Although zinc oxide is best known as a strong sunblock, cold remedy, itch reliever and paint pigment, nanotech engineers like it for its photoluminescence (the ability to emit light after absorbing electromagnetic radiation), field emission (the basis for advanced, high-definition flat-panel displays) and piezoelectric properties (stressing or changing shape when electricity is applied and producing electricity when stressed). ZnO nanomaterials may one day be used to improve solar cells, lasers, sensors, ultraviolet light sources, field emission sources and piezoelectric devices.
Copper enters the ZnO nanowires during fabrication. The nanowires—about 50 to 150 nanometers wide and up to 40 micrometers long—are grown on a copper substrate using a chemical vapor deposition process. The copper substrate forms droplets that absorb the zinc and oxygen vapors and deposits the ZnO on the substrate. As the nanowire grows, the zinc pushes the droplets up from the surface, but some copper remains inside the nanowire’s crystal lattice.
In a new paper,* NIST chemists report using a variety of measurement techniques to learn that the ZnO wires contain a surprising amount of copper—between 5 and 15 percent. High-resolution imaging studies of ZnO nanowires reveal that the copper manages to fit into zinc oxide’s regular crystalline structure without disrupting it. “It is in there somewhere,” explains chemist Susie Eustis. Because the copper can be easily detected when you know what to look for, she says, researchers plan to use it to better understand the crystal structure of ZnO nanowires with an eye toward manipulating the nanowires to improve performance. “The copper acts like a smart tag that you put on an animal in the wild to trace where it travels,” says Eustis.
The role copper plays in ZnO nanowires is ambiguous. Published studies differ on whether the copper increases or decreases the nanowires’ photoluminescence. Eustis and colleagues found that the copper in the nanowire increases the output of visible light but at the expense of ultraviolet emission.
In addition to determining the role copper plays in ZnO nanowires, the researchers plan to learn how to grow uniform nanowires that may one day be used in commercial products. This research is part of ongoing studies to find the best methods to determine the concentration and distribution of atoms inside nanostructures.
Evelyn Brown | EurekAlert!
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Our brains house extremely complex neuronal circuits, whose detailed structures are still largely unknown. This is especially true for the so-called cerebral cortex of mammals, where among other things vision, thoughts or spatial orientation are being computed. Here the rules by which nerve cells are connected to each other are only partly understood. A team of scientists around Moritz Helmstaedter at the Frankfiurt Max Planck Institute for Brain Research and Helene Schmidt (Humboldt University in Berlin) have now discovered a surprisingly precise nerve cell connectivity pattern in the part of the cerebral cortex that is responsible for orienting the individual animal or human in space.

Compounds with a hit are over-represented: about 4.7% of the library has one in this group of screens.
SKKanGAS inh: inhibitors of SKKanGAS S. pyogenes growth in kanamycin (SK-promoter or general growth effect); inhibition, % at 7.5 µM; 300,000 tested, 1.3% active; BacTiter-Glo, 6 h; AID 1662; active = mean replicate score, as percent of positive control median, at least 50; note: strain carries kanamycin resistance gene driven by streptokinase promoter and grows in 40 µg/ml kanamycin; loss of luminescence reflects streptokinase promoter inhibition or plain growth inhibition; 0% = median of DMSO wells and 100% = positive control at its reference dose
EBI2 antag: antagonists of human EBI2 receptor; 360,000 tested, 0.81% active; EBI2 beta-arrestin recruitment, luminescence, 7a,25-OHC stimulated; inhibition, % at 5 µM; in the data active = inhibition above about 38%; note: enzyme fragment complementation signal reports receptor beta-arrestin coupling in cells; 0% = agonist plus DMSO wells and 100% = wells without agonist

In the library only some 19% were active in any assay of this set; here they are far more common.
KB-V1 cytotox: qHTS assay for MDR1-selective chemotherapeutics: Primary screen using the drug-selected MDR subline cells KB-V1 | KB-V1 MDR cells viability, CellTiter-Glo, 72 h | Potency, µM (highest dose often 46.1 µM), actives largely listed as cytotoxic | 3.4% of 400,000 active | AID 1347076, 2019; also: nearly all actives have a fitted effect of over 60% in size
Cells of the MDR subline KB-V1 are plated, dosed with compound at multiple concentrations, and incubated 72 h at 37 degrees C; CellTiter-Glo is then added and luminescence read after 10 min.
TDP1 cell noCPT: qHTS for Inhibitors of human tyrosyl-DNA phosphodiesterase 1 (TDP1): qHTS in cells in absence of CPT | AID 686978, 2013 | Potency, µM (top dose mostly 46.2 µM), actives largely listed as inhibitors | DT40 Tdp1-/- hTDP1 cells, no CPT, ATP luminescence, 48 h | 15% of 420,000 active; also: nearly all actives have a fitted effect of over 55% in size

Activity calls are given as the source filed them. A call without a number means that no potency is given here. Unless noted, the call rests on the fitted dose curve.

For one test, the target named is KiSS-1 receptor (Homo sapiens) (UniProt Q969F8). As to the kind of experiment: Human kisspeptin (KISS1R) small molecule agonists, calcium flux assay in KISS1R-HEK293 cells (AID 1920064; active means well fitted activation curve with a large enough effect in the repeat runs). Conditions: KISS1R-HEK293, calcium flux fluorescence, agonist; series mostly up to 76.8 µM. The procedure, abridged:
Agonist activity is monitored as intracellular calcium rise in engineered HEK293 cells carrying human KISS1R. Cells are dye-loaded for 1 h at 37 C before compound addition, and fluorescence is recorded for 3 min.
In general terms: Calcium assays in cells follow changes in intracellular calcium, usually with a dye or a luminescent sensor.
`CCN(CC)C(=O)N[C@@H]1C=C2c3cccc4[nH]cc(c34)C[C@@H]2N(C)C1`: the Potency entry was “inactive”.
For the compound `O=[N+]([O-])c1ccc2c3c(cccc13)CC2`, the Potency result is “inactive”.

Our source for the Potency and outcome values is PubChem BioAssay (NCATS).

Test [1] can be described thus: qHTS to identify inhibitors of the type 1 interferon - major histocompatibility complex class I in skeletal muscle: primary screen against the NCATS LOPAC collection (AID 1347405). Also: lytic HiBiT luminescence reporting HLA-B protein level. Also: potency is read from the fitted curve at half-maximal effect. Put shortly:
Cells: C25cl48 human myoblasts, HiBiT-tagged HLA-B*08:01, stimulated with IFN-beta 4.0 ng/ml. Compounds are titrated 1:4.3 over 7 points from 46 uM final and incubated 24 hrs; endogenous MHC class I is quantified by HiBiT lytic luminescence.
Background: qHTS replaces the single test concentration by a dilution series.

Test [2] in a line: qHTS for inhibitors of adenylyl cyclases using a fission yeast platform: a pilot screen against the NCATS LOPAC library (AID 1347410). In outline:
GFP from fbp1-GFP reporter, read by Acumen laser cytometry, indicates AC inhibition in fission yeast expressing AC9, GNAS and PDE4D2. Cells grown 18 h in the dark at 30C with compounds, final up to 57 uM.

The researchers report online in Nature (Schmidt et al., 2017. Axonal synapse sorting in medial entorhinal cortex, DOI: 10.1038/nature24005) that synapses in...
Whispering gallery mode (WGM) resonators are used to make tiny micro-lasers, sensors, switches, routers and other devices. These tiny structures rely on a...
Using ultrafast flashes of laser and x-ray radiation, scientists at the Max Planck Institute of Quantum Optics (Garching, Germany) took snapshots of the briefest electron motion inside a solid material to date. The electron motion lasted only 750 billionths of the billionth of a second before it fainted, setting a new record of human capability to capture ultrafast processes inside solids!
When x-rays shine onto solid materials or large molecules, an electron is pushed away from its original place near the nucleus of the atom, leaving a hole...
For the first time, physicists have successfully imaged spiral magnetic ordering in a multiferroic material. These materials are considered highly promising candidates for future data storage media. The researchers were able to prove their findings using unique quantum sensors that were developed at Basel University and that can analyze electromagnetic fields on the nanometer scale. The results – obtained by scientists from the University of Basel’s Department of Physics, the Swiss Nanoscience Institute, the University of Montpellier and several laboratories from University Paris-Saclay – were recently published in the journal Nature.
Multiferroics are materials that simultaneously react to electric and magnetic fields. These two properties are rarely found together, and their combined...
MBM ScienceBridge GmbH successfully negotiated a license agreement between University Medical Center Göttingen (UMG) and the biotech company Tissue Systems Holding GmbH about commercial use of a multi-well tissue plate for automated and reliable tissue engineering & drug testing.
MBM ScienceBridge GmbH successfully negotiated a license agreement between University Medical Center Göttingen (UMG) and the biotech company Tissue Systems...
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